A group of Indigenous Australians have filed a human rights complaint against 20 large pension funds over their investments in two “catastrophic” gas projects.
The traditional landowners of the Tiwi Islands near Darwin, and the Pilliga Forest northwest of Sydney, claim the funds have an “obligation to prevent adverse human rights impacts of companies in which they are invested.”
Oil and gas giant Santos is seeking to extract gas from these culturally and environmentally significant areas, under its Barossa and Narrabri projects.
“We will not allow [the forest] to be damaged or desecrated to a point where it will not return to its natural state,” says Karra Kinchela, a Gomeroi Traditional Owner. “With at least 90 cultural sites, the most abundant wildlife and biodiversity, there is no other place like it in Australia.”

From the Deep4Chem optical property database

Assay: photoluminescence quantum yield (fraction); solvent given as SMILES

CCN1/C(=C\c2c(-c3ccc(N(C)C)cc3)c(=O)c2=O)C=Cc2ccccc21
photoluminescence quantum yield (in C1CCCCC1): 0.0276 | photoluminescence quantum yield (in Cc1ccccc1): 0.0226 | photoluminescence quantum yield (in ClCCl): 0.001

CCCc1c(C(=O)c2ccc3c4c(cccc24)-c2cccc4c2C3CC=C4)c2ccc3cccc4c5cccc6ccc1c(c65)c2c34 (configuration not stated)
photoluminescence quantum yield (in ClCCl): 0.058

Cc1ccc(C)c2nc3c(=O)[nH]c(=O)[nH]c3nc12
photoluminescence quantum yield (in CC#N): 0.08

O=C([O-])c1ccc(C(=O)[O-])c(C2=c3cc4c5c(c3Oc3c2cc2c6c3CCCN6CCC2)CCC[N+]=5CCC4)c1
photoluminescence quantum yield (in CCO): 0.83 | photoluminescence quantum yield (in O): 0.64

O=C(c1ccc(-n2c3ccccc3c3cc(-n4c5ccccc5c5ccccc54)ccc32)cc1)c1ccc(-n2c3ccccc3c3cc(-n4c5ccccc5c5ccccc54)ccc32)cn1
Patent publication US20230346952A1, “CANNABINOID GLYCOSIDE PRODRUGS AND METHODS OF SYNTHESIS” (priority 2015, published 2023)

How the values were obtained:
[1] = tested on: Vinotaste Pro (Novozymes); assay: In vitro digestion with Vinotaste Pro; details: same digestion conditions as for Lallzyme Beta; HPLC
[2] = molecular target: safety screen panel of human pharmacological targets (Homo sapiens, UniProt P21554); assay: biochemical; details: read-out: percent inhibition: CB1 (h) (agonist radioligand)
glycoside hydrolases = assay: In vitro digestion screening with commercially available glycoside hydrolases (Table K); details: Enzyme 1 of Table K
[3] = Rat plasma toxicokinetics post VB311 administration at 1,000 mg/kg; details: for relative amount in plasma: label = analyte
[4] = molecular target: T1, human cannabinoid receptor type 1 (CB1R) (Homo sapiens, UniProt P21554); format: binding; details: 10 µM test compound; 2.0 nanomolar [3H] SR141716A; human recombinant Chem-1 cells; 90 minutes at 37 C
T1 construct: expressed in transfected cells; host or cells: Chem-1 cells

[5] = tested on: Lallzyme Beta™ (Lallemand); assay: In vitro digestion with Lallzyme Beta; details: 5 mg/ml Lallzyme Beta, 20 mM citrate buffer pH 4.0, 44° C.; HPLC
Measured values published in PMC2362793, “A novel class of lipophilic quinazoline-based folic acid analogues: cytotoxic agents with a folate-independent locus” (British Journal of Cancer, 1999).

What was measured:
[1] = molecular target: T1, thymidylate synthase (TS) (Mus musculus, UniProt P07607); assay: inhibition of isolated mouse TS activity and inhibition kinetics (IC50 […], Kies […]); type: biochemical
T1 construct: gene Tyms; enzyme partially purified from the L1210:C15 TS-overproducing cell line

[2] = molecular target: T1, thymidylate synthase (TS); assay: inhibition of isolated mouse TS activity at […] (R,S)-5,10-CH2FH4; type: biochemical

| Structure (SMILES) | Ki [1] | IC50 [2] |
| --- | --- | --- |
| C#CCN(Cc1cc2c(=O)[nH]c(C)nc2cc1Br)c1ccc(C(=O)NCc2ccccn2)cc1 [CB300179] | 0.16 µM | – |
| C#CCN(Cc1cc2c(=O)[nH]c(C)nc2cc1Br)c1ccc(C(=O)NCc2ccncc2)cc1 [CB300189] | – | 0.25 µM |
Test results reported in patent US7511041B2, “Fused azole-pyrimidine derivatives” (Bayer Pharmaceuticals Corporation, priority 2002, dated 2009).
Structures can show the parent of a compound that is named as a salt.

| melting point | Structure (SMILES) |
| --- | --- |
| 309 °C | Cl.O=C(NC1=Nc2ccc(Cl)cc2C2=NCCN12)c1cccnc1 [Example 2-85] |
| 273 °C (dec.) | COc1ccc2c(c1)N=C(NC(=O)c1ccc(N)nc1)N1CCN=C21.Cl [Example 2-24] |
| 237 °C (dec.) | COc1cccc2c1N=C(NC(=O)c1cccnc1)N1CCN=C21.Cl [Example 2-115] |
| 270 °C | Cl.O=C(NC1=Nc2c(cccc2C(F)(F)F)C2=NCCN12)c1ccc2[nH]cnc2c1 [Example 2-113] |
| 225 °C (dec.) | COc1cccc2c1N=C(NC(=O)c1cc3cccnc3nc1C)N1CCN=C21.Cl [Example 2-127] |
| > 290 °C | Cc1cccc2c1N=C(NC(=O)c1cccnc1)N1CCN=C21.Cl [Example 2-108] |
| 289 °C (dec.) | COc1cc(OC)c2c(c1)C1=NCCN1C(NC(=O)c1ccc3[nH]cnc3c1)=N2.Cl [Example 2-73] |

Tiwi Islander, Larrakia and Gomeroi First Nations peoples – represented by Equity Generation Lawyers – have filed their complaint directly with the superannuation funds. They are joined by members of the funds who have requested information about their investments.
Environmental, social and governance (ESG) issues have increasingly influenced investors in funds and companies. In 2020, mining giant Rio Tinto was forced to make management changes after it destroyed sacred rock shelters at Juukan Gorge in Western Australia for an iron ore mine.